Posts Tagged ‘Keystone Pipeline’

Last week I noted that much of the oil & gas industry is waiting to see what President Trump will do. While consensus was that he would likely scale back regulations, the question was how fast and how consistent he’ll be. Today—essentially the second work day of the Trump administration—gave the initial answer, as President Trump signed executive actions to advance Keystone XL and Dakota Access oil pipelines. While this does not provide the permits required to build these pipelines, it essentially paves their way for approval.

Keystone Pipeline Route

Keystone Pipeline Route

If you aren’t familiar with the Keystone pipeline system, it allows for the transportation of oil & gas production between Alberta, Canada to several refineries and distribution centers in the U.S. (including Illinois, Oklahoma, and Texas). Despite protests over the XL phase of the Keystone system, many people don’t know is that the first three phases of this pipeline are already in place (phase one since 2010). The proposed XL phase of the system—which essentially duplicates the first three phases with shorter routes, while adding in oil & gas production from Montana/North Dakota—became a battleground over climate change and the value of fossil fuels in today’s world. Given the way politics works, it also became a dividing issue between democrats and republicans. Former President Obama rejected the Keystone XL phase in 2015 while President Trump, when campaigning in 2016, insisted he would approve it.

While many in the oil & gas industry view Keystone XL as key to growing U.S. prominence in the market while reducing dependency on foreign oil, the big complaint over the Keystone XL pipeline was in the environmental danger of routing over the Sandhills in Nebraska:

Boiling sands are areas where sandy soil is so thin that groundwater can bubble up through it to the surface. In Nebraska, they are found in the Sand Hills, an ecologically sensitive region of grass-covered dunes underlain by a giant freshwater aquifer, called the Ogallala, that sustains agricultural production down the centre of America.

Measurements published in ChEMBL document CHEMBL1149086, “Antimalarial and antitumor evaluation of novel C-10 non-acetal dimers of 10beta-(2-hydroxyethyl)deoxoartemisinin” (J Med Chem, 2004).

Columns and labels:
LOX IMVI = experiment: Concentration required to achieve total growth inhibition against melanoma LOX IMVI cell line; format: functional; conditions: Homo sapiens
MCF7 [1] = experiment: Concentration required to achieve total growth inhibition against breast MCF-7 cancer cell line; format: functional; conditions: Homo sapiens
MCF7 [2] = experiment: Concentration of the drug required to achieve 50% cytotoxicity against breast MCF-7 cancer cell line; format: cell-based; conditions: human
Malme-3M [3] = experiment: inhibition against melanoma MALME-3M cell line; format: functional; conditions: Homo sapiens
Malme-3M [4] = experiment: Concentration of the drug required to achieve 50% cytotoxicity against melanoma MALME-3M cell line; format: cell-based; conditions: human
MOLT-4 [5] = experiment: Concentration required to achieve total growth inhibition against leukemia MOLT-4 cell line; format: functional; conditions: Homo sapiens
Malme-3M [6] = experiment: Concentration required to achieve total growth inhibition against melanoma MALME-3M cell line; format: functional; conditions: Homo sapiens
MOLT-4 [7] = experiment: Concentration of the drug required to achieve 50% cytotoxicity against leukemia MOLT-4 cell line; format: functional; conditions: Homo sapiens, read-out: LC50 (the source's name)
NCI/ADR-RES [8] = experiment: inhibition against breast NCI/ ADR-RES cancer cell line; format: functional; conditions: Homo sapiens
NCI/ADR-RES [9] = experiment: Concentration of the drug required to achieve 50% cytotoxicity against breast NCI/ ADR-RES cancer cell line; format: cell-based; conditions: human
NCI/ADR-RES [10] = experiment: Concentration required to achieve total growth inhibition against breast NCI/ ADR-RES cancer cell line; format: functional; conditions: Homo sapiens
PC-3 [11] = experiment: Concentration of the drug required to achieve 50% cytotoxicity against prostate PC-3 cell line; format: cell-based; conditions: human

In addition to the unforeseen environmental consequences, others argue that the route threatens the water supply of the nearby Standing Rock Sioux tribe.

The Dakota Access pipeline—an 1,172-mile-long, underground pipeline beginning in the rich Bakken oilfields of North Dakota and ending near Patoka, Illinois—has also seen protests and push-back. Although mostly completed, the current route does not have approval. Given today’s executive orders, both the Dakota Access pipeline and the Keystone XL pipeline are closer to approval than they’ve been in years.

President Trump insisted on that both projects are “subject to terms and conditions to be negotiated by us.” While it is uncertain what this means regarding environmental impact, President Trump has already given some insight about what this means for U.S. jobs, believing that U.S. pipeline should be constructed in the U.S., thereby “putting a lot of steel workers back to work.” He also believes Keystone XL will add 28,000 construction jobs. There is expected push-back from democrats and environmentalists, but without current political maneuverability, those roadblocks may be a thing of the past.

EDIT: Revised White House stance on U.S. steel: http://www.ogj.com/articles/2017/03/white-house-keystone-xl-will-not-use-us-produced-steel.html

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Colin McKay Miller is the VP of Marketing for the SpiroFlo Holdings group of companies:

SpiroFlo for residential hot water savings (delivered 35% faster with up to a 5% volume savings on every hot water outlet in the home), industrial water purification (biofilm removal), and reduced water pumping costs.

Vortex Tools for extending the life of oil and gas wells (recovering up to 10 times more NGLs, reducing flowback startup times, replacing VRUs, eliminating paraffin and freezing in winter, etc.).

Ecotech for cost-effective non-thermal drying (for coal, biosolids, sugar beets, dairy waste, etc.) and safe movement of materials (including potash and soda ash).

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Vortex Tools looks at President Obama’s decision today to reject the Keystone XL oil sands pipeline project and what this means for environmentalists and the oil and gas industry. The short answer: Everything went as expected and nothing has changed.

With President Obama rejecting the Keystone XL pipeline project, let’s take a look at how we got here:

For years, TransCanada Corp. has tried to get the Keystone XL pipeline built. Since the proposed 1,980-mile-long pipeline would move heavy Canadian crude oil from Alberta’s oil sands through Nebraska and to the U.S. Gulf Coast, this required a permit from the State Department (to cross the U.S.-Canada border). In November 2011, President Obama delayed his final decision until after the 2012 election, citing the need for more review.